A slew of celebrities, from Ben Affleck to Eliza Dushku to Katey Segal and others, have recently come forward with confessional accounts of their substance abuse. Their latent disclosure of their sickness reinforces the deep and pervasive stigma regarding addiction and the kinds of people that fall victim to it. Even after years of battling the disease, and ultimately overcoming it, the shame and fear of judgment they feel preclude many from talking to others about what they went through. The problem with such silence is that, in addition to creating internal pressure on the recovering addict, it deprives others currently going through addiction of valuable insight regarding their struggles and what they can do to reverse the course.
Each person’s recovery journey is their own; and it’s up to them how much they want to share with others. The pressures of the recovery process can be difficult enough without having to constantly relive one’s substance abuse history in front of an audience. Having said that, the unwillingness to share should not come from a place of fear or shame. Would we ridicule someone for falling victim to diabetic shock or a heart attack? Would we stigmatize someone for having a stroke? Wouldn’t we want to do everything we could to save others from a similar fate? Regardless of any cultural stigma, addiction is a disease and should be treated as such by society and clinicians, alike.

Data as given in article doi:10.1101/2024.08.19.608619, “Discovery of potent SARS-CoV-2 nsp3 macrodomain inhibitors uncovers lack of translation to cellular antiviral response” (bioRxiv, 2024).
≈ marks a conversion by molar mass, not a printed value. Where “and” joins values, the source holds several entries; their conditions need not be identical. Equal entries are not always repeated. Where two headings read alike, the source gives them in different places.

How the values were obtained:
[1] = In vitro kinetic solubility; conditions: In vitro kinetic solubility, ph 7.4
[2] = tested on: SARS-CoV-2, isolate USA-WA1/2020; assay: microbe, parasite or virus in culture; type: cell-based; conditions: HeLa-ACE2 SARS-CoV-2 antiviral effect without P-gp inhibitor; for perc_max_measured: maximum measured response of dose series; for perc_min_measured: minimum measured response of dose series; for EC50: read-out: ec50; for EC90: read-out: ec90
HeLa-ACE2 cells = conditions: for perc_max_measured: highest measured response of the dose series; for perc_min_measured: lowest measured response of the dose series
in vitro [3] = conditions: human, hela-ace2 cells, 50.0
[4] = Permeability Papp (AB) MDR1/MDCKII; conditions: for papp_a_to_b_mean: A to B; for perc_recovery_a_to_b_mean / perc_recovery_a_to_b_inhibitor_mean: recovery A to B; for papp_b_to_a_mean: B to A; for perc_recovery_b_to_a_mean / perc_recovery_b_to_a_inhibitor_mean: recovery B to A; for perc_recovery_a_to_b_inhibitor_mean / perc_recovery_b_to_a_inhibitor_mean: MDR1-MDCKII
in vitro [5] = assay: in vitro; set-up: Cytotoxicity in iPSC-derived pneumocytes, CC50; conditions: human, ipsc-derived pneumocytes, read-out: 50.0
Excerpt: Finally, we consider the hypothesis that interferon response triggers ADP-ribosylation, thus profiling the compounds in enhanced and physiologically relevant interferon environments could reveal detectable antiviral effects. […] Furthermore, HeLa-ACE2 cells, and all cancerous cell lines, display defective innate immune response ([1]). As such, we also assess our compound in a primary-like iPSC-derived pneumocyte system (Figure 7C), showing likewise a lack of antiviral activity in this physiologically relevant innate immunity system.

We may never be fully ready to disclose the less dignified parts of our substance abuse history; but when we are ready to tell others outside of our immediate circle that we overcame addiction, we can use it as an opportunity to be an example for others who truly believe that there is no hope for themselves; this anecdotal insight will help erode the stigma of shame attached to addiction, one person at a time.